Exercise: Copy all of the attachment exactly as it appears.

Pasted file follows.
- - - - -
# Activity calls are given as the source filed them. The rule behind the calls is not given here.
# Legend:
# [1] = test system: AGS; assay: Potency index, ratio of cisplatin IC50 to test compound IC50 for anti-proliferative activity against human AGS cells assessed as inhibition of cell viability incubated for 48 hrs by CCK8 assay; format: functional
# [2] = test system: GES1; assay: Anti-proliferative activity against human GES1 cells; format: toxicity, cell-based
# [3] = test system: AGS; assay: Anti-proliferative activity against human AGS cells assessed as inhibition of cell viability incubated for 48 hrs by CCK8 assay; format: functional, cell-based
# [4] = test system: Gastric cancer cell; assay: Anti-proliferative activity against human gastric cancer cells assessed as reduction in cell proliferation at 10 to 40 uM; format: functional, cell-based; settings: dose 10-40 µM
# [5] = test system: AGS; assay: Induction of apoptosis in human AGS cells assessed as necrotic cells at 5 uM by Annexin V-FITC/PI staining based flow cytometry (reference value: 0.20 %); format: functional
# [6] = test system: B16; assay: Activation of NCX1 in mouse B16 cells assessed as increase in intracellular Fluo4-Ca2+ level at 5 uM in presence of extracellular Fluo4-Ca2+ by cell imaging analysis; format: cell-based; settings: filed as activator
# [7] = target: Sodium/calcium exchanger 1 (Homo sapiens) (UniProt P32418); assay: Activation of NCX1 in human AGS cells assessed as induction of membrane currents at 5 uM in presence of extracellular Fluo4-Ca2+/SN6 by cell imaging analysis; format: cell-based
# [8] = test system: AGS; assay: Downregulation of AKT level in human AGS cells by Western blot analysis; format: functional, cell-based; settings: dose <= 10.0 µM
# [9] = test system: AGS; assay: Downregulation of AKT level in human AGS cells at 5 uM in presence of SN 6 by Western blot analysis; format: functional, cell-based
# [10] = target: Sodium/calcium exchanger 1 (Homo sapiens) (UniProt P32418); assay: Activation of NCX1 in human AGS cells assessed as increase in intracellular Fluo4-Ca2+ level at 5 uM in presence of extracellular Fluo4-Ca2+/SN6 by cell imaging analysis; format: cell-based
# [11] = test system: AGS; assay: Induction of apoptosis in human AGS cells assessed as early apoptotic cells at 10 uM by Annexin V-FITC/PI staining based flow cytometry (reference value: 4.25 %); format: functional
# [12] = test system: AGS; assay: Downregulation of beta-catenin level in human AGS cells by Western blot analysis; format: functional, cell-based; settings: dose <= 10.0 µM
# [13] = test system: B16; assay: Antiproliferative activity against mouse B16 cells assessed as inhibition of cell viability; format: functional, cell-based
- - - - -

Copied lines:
# Activity calls are given as the source filed them. The rule behind the calls is not given here.
# Legend:
# [1] = test system: AGS; assay: Potency index, ratio of cisplatin IC50 to test compound IC50 for anti-proliferative activity against human AGS cells assessed as inhibition of cell viability incubated for 48 hrs by CCK8 assay; format: functional
# [2] = test system: GES1; assay: Anti-proliferative activity against human GES1 cells; format: toxicity, cell-based
# [3] = test system: AGS; assay: Anti-proliferative activity against human AGS cells assessed as inhibition of cell viability incubated for 48 hrs by CCK8 assay; format: functional, cell-based
# [4] = test system: Gastric cancer cell; assay: Anti-proliferative activity against human gastric cancer cells assessed as reduction in cell proliferation at 10 to 40 uM; format: functional, cell-based; settings: dose 10-40 µM
# [5] = test system: AGS; assay: Induction of apoptosis in human AGS cells assessed as necrotic cells at 5 uM by Annexin V-FITC/PI staining based flow cytometry (reference value: 0.20 %); format: functional
# [6] = test system: B16; assay: Activation of NCX1 in mouse B16 cells assessed as increase in intracellular Fluo4-Ca2+ level at 5 uM in presence of extracellular Fluo4-Ca2+ by cell imaging analysis; format: cell-based; settings: filed as activator
# [7] = target: Sodium/calcium exchanger 1 (Homo sapiens) (UniProt P32418); assay: Activation of NCX1 in human AGS cells assessed as induction of membrane currents at 5 uM in presence of extracellular Fluo4-Ca2+/SN6 by cell imaging analysis; format: cell-based
# [8] = test system: AGS; assay: Downregulation of AKT level in human AGS cells by Western blot analysis; format: functional, cell-based; settings: dose <= 10.0 µM
# [9] = test system: AGS; assay: Downregulation of AKT level in human AGS cells at 5 uM in presence of SN 6 by Western blot analysis; format: functional, cell-based
# [10] = target: Sodium/calcium exchanger 1 (Homo sapiens) (UniProt P32418); assay: Activation of NCX1 in human AGS cells assessed as increase in intracellular Fluo4-Ca2+ level at 5 uM in presence of extracellular Fluo4-Ca2+/SN6 by cell imaging analysis; format: cell-based
# [11] = test system: AGS; assay: Induction of apoptosis in human AGS cells assessed as early apoptotic cells at 10 uM by Annexin V-FITC/PI staining based flow cytometry (reference value: 4.25 %); format: functional
# [12] = test system: AGS; assay: Downregulation of beta-catenin level in human AGS cells by Western blot analysis; format: functional, cell-based; settings: dose <= 10.0 µM
# [13] = test system: B16; assay: Antiproliferative activity against mouse B16 cells assessed as inhibition of cell viability; format: functional, cell-based